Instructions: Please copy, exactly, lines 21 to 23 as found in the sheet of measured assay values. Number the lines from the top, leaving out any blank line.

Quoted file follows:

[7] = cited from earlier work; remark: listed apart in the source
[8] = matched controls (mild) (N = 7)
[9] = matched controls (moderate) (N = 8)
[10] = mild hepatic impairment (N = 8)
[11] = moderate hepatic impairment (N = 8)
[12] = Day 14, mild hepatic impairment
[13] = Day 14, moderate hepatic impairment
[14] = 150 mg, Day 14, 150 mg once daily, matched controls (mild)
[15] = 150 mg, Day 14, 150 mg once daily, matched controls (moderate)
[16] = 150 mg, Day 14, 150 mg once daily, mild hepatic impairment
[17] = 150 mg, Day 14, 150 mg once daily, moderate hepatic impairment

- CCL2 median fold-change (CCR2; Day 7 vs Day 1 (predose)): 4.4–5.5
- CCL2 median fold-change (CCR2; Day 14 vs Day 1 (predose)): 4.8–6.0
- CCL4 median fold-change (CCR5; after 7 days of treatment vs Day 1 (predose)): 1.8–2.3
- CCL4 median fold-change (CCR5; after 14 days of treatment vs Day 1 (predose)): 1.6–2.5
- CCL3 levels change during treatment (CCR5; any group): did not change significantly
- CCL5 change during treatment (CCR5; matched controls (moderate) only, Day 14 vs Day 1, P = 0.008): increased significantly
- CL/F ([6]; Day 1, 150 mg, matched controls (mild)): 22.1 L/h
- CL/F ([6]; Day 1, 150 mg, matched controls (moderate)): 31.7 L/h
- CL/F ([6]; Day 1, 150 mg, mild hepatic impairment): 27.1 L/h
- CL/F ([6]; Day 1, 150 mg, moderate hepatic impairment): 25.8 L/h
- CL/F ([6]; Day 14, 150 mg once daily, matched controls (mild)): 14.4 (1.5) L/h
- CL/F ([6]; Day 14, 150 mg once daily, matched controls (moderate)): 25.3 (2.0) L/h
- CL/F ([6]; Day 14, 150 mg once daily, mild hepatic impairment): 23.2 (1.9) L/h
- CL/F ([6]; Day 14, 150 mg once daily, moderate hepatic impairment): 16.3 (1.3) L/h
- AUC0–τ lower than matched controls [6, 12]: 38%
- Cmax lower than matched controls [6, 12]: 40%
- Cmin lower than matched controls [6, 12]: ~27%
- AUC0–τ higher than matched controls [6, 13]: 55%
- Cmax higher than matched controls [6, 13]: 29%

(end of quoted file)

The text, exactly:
- CL/F ([6]; Day 1, 150 mg, moderate hepatic impairment): 25.8 L/h
- CL/F ([6]; Day 14, 150 mg once daily, matched controls (mild)): 14.4 (1.5) L/h
- CL/F ([6]; Day 14, 150 mg once daily, matched controls (moderate)): 25.3 (2.0) L/h